Student Stressing — How to Deal With Academic Stress?
Student extracurricular schedules have never been busier. By high school, homework averages between 1 and 3 hours per day. Many students participate in extracurricular activities and have part-time jobs. Add that to non-academic stressors such as finances, home life, racism, sexism, bullying, environmental factors, and social, emotional, and mental health—and student stressing is on the rise.
Are college students the only students who feel stress?
While college student stress was once the primary talking point—stress is on the rise for elementary, middle, and high school students.
That being said, the transition from high school to college brings a variety of new challenges. Students who continue to live at home may have an easier transition, but the transition still requires an adjustment period.
College students often struggle with one or more of the factors below:
- Their relationships with their high school friend group is now primarily virtual.
- Many college students struggle with loneliness and homesickness.
- They must balance their newfound freedom with newfound responsibilities.
- Class schedules fluctuate, creating the need for improved time management skills.
- Students are now the primary driver of their eating and sleeping habits.
- Between work, school, and extracurricular activities there isn’t much time for self-care.
- Financial concerns rise, including food security and the cost of tuition.
What causes you stress as a student?
The causes of student stress vary by the individual student and extend beyond academic obligations.
Let’s take a look at a few student stress statistics:
- Over 50% of students stress about school shootings.
- 61% of teens admit feeling pressure to get good grades.
- 29% of teens feel pressure to prioritize their physical appearance.
- 28% of teens feel pressure to fit in socially.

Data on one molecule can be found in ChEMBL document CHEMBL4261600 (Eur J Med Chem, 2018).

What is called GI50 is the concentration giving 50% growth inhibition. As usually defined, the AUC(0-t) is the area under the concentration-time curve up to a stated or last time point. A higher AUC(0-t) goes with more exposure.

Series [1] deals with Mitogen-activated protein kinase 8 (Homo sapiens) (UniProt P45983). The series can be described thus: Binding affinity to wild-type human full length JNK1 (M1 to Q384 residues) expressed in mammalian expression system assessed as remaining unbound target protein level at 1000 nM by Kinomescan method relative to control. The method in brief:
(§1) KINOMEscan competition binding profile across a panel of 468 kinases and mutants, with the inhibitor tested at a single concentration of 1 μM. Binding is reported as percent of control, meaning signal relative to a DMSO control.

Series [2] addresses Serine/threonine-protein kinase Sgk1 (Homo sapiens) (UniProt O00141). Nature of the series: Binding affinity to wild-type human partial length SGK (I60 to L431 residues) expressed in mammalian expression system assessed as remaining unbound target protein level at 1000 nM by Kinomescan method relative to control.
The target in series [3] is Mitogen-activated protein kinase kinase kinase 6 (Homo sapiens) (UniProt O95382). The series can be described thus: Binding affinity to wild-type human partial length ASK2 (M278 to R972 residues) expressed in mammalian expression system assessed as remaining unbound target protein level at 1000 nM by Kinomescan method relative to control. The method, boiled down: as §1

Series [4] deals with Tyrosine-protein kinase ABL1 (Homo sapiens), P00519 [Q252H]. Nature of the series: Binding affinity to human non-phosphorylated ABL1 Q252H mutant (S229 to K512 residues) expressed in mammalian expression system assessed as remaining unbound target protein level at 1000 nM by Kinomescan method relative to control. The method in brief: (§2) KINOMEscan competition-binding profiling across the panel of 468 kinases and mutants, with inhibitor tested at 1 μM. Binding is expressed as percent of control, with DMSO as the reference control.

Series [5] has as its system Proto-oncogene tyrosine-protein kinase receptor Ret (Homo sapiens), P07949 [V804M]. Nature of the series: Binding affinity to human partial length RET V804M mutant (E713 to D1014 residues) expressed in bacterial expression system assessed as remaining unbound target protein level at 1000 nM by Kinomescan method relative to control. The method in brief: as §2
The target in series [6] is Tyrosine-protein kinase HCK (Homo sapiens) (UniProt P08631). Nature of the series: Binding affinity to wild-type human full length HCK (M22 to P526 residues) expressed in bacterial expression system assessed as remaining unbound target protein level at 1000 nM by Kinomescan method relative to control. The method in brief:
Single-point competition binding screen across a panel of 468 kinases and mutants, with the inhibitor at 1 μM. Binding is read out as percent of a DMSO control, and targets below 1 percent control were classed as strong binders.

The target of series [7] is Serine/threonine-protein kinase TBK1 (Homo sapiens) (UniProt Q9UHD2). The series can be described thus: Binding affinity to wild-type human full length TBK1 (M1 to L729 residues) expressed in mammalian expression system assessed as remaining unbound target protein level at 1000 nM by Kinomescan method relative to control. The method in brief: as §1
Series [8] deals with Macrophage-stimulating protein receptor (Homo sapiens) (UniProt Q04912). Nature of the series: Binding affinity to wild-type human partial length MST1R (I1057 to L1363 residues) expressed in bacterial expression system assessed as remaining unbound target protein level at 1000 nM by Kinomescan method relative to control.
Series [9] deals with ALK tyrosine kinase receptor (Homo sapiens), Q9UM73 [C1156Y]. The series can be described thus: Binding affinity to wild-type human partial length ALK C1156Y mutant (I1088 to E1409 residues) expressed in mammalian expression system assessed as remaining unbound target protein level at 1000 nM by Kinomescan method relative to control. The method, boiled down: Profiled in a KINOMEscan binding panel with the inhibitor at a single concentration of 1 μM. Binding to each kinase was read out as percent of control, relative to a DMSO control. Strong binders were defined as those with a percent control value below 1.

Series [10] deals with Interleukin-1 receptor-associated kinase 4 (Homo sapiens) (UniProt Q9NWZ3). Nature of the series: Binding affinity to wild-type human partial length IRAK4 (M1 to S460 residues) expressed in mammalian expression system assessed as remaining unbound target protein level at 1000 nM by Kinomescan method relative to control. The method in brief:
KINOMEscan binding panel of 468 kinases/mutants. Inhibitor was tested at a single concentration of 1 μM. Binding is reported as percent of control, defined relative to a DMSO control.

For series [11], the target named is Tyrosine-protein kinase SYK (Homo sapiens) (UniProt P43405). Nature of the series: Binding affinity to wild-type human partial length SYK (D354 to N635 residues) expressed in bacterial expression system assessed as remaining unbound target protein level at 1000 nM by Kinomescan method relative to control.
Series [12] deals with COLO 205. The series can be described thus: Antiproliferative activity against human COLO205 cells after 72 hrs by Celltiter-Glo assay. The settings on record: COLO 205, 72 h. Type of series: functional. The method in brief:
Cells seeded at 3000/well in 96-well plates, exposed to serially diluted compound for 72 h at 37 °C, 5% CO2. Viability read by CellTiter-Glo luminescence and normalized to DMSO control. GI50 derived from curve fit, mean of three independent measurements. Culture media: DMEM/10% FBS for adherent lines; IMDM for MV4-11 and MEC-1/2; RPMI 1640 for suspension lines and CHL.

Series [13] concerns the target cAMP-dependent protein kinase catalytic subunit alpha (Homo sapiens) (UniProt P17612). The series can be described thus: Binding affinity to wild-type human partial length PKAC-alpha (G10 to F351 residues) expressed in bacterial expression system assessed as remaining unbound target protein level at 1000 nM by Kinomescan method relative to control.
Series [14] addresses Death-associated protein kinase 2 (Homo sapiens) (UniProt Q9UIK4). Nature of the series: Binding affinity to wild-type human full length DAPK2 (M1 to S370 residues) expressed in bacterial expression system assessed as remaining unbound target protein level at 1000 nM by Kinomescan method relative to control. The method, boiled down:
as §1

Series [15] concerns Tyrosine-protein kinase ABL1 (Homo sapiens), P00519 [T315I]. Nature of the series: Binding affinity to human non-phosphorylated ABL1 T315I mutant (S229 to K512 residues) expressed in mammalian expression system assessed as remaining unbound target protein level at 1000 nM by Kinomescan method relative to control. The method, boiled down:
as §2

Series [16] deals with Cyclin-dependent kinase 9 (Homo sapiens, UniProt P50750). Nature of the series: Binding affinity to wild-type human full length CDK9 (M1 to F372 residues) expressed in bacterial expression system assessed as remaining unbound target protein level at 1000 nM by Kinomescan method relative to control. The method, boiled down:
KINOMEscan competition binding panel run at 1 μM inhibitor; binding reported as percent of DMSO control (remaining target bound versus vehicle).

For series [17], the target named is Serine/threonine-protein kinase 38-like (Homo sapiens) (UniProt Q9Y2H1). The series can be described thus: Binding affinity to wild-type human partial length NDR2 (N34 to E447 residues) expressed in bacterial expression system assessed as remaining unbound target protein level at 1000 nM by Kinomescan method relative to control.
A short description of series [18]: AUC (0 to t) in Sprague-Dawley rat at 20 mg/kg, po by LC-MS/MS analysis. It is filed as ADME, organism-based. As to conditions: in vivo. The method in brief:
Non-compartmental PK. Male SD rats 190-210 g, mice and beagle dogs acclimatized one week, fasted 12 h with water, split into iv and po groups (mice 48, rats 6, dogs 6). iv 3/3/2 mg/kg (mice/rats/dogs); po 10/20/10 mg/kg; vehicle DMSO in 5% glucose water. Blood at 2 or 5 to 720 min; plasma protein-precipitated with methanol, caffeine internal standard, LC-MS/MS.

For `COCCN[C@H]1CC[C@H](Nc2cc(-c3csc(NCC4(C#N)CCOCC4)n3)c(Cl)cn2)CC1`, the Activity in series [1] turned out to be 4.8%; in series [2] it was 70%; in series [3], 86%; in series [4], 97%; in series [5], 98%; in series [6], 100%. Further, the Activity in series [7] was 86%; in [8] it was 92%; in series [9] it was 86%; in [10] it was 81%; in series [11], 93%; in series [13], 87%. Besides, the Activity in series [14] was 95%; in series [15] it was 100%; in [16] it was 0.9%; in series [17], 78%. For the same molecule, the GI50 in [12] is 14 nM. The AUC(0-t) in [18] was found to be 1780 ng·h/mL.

- 21% of teens feel pressure related to sports and extracurricular activities.
- 7 out of 10 teens have named anxiety or depression as a major problem.
- 75% of high school students expressed boredom, anger, sadness, fear, or stress while in school.
- Teenagers rate their stress rate at an average score of 5.8 on a scale of 1 to 10, compared to a score of 3.8 for adults.
- 75% of high schoolers and 50% of middle schoolers described themselves as “often or always feeling stressed” by schoolwork.
- 60% of university students worry about not having enough money to pay for their next semester.
- 29% of college students have been bullied.
- 37% of middle and high school students have experienced cyberbullying.
- 24% of female students are bullied compared to 17 % of male students.
- 6% of male students report being physically bullied compared to 4% of female students.
- 18% of female students report being the subject of rumors compared to 9% of male students.
- 32% of LGBTQIA students are bullied compared to 17% of straight or closeted students.
- Over 20% of all school bullying is race related.
These statistics are important for students, parents, and teachers to understand to positively contribute to creating a safe space for all students.
What happens if a student is stressed?
The first step is recognizing that you are stressed. Parents, teachers, students, and friends should notice and address any major changes in behavior.
A few signs of concern include:
- Increased irritability
- Increased anxiety
- Frequent worry